The Buzz Words of E3 2013


Another year, another E3; Microsoft, Electronic Arts, Ubisoft, Sony, and Nintendo have shown their hands. And, as per tradition, within those hands was a lot of Bull. Shit. I’m talkin’ buzz words, and lots of ’em. So let’s take a look at this year’s roundup of crap, violently spewed at us courtesy of our friendly neighborhood gaming industry.

This year had four major words and phrases I heard over and over again: “It’s real game play footage,” “You can change the world around you,” “We’re blurring the line between single player and multiplayer,” “Our new AI system rocks.” Each one is annoying for its own reason, and almost every time I heard them uttered I shuddered, so here’s my analysis of E3 2013’s biggest buzz words.

The game industry of today seems to have it stuck in their heads that we can only be immersed in something if it’s hyper-realistic, and as such they’ve taken to make comments which are reminiscent of the introduction montage to a dystopian movie. Using phrases like “human-like intelligence” to refer to their apparently incredible AI systems. These types of crazy-complex AI systems appear to be most prevalent in sports titles, as EA Sports spent loads of time talking up Madden, Fifa 14, and UFC‘s skynet-level intellects. But guess what, game industry, ICO‘s enemy AI is some of my favorite I’ve ever played against, and it had nothing to do with realism at all. Games don’t need realistically human-like intelligence unless you make them stupidly realistic! Do you think Puppeteer is going to have realistic AI? Of course not. EA, if any of your games were able to have a style they could call their own instead of just realism, maybe not every single game you make would feel the same.

On a related topic, the concept of dynamic worlds seems to have infected the minds of our medium’s executives, as it seems like every non-sports triple-A game thinks we just have to be able to drastically change our game worlds in order to have fun — or at least they’re making us think we’ll be able to make an impact; the jury’s still out on whether or not that will actually come true. Before E3, games like Destiny and The Witcher 3: Wild Hunt were making a big deal out of the way in which your actions will affect the world, but now that the E3 conferences have come and pass, games like Dragon Age: Inquisition are planning to take the same route. And, you know what, I’m actually not too mad about this one in particular, it sounds like an intriguing feature. It’s just that I don’t want to see another enormously homogenized triple-A industry this generation, and unfortunately, too much of any good thing is still bad.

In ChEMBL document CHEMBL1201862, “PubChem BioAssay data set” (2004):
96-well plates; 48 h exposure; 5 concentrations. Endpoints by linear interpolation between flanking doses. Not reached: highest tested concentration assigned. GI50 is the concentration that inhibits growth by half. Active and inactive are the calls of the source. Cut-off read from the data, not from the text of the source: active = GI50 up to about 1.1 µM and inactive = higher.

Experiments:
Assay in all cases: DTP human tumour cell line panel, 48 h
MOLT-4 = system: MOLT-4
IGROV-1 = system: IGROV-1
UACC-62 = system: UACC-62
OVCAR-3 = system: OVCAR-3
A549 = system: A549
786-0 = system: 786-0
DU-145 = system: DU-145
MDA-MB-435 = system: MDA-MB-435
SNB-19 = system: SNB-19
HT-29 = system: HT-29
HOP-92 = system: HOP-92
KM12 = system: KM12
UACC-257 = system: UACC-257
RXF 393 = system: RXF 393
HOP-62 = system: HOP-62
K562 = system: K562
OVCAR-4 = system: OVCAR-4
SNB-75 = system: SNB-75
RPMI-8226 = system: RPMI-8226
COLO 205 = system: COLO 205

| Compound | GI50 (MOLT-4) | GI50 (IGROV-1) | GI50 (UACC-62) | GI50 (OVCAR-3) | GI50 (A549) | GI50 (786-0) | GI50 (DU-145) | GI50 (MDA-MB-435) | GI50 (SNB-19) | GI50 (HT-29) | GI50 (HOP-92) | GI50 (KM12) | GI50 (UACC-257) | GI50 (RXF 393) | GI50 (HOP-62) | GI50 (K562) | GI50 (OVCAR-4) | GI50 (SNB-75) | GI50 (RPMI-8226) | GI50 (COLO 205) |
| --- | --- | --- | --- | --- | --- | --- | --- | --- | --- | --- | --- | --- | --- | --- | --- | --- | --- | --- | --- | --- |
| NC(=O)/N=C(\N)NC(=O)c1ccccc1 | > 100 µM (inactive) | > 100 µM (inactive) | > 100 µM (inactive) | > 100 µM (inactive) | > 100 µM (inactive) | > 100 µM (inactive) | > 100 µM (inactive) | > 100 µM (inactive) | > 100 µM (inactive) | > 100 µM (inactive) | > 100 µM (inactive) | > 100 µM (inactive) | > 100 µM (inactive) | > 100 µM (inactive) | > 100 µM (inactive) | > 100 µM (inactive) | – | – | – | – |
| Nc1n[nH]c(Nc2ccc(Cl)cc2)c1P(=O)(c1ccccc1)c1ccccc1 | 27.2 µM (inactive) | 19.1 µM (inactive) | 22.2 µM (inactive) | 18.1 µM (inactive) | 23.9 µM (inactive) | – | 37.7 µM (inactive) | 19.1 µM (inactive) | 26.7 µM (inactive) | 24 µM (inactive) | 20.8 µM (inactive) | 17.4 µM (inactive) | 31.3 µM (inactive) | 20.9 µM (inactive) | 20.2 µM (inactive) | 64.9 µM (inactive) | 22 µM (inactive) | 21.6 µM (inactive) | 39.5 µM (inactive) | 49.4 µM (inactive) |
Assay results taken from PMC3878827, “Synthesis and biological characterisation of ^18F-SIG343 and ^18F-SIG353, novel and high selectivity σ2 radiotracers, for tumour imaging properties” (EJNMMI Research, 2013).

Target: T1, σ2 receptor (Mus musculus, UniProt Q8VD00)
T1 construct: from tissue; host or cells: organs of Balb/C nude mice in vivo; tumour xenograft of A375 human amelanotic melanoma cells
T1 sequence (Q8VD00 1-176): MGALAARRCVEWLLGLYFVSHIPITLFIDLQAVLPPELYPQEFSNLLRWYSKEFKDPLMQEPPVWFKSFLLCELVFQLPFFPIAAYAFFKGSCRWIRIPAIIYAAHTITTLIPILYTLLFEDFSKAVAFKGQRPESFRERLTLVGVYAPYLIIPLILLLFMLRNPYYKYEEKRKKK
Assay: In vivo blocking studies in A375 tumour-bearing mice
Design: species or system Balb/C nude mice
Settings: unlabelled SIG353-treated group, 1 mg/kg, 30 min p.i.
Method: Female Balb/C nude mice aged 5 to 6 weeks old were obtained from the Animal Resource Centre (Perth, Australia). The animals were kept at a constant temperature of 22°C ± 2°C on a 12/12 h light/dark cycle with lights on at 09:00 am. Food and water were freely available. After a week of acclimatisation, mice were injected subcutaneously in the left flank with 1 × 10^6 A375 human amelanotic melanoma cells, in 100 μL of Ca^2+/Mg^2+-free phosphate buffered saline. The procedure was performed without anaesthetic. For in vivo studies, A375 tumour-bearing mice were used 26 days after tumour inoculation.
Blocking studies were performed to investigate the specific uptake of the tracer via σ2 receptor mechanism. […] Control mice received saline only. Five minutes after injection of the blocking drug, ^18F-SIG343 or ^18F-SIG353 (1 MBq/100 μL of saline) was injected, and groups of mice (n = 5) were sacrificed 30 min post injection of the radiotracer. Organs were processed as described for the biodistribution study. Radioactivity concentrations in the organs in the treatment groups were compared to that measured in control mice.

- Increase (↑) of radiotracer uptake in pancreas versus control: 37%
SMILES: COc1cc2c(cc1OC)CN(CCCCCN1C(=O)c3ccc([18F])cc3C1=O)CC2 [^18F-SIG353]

Call me old fashioned, but I still like single player games. I don’t want the line between my single player and multiplayer blurred like someone’s taken a mediocre eraser to it; I want it bold and dark, like a pen mark who cackles as the pointless pink blob tries to scrub it out. However, the game industry does not seem to share my sentiments, as they’ve become obsessed with Demon’s Souls-esque “single player is multiplayer” ideas. Both Need for Speed and The Crew were toting their new multiplayer functions; even The Wind Waker HD saw fit to add its little message-in-a-bottle system. I’m just left here wondering, “What happened to the days when I could play a game without constantly hearing dick jokes and curse words tossed around?” Now, I’m not saying that no game is allowed to have simultaneously personal and connected experiences — in fact I rather liked Demon’s Souls use of a message system rather than a Zelda-like companion — but there are just some games I fear will get saddled with some sort of invasion-style multiplayer that just doesn’t fit them very well. Perhaps I’m over-reacting and this one’s just a passing trend, but either way I’m still a bit worried.

You know, I was really hoping that this generation wouldn’t be as obsessed with high-fidelity graphical quality as the last was, but it appears those hopes are to be dashed as just about every triple-A title was making a big deal out of their trailers being “in-engine,” even when they weren’t “in-game”. Sure, in-engine is a cut above pre-rendered, but it still shows that the publishers care about having impressive visuals first and intriguing game play second. This was especially apparent in all of those constantly angling racing game trailers. And Assassin’s Creed IV: Black Flag was even asinine enough to have a pre-rendered trailer in an attempt to hype us up for something that’s not even an actual part of the game. True, Ubisoft did bring out a true game play trailer right afterwards, but that cinematic crap just pisses me off sometimes. On the upside, I couldn’t have been happier to see that The Legend of Zelda: The Wind Waker HD’s trailer was built almost entirely of captured in-game footage. It let me get excited for what I would actually be playing instead of some stupid video trying to emulate a bad ass movie trailer. I guess it’s “alright” for a new game’s announcement to be mostly made up of special footage, but even Kingdom Hearts III managed to drop a few seconds of game play into its reveal, so kudos to it.

Here’s to hoping our game industry can realize this generation that just because one thing worked in one game doesn’t mean it will work in every game, because the second I see that Beyond: Two Souls has invasion-based multiplayer, I’m running for the hills. Come to think of it though, Nintendo and Sony were largely exempt from most of these trends. I’m sure at least Sony slipped them in somewhere, but Microsoft and EA were the biggest offenders (as they are on most subjects), and Ubisoft was just kind of neutral — again, as they often are.

Our Verdict


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